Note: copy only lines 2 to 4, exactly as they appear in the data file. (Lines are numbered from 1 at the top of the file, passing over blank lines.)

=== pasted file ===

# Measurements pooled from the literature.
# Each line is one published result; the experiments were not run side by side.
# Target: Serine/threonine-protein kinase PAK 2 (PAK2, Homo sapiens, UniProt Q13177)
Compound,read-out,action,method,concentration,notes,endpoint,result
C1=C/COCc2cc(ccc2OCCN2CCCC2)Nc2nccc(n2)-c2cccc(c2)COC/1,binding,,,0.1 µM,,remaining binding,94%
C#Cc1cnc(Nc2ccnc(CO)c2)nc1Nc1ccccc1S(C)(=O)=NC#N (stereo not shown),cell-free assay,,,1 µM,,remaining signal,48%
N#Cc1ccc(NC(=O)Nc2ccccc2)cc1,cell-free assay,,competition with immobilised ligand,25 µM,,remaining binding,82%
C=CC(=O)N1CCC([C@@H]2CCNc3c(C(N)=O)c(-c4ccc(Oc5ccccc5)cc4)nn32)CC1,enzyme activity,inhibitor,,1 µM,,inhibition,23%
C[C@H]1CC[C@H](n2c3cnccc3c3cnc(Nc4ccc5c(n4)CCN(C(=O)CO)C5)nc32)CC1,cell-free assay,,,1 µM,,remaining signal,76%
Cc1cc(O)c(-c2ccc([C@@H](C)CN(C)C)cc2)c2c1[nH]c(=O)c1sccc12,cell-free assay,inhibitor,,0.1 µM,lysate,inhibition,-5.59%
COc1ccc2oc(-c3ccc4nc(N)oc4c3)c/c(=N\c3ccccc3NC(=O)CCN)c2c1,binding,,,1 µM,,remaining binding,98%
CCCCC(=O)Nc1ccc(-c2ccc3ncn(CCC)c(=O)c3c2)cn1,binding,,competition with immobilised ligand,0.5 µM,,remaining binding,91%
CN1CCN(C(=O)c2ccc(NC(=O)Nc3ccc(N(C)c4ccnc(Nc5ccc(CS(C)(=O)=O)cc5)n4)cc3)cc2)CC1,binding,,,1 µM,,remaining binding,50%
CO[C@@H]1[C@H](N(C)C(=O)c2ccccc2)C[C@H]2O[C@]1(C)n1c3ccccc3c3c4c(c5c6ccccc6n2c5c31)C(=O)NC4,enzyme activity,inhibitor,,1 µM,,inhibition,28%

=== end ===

# Each line is one published result; the experiments were not run side by side.
# Target: Serine/threonine-protein kinase PAK 2 (PAK2, Homo sapiens, UniProt Q13177)
Compound,read-out,action,method,concentration,notes,endpoint,result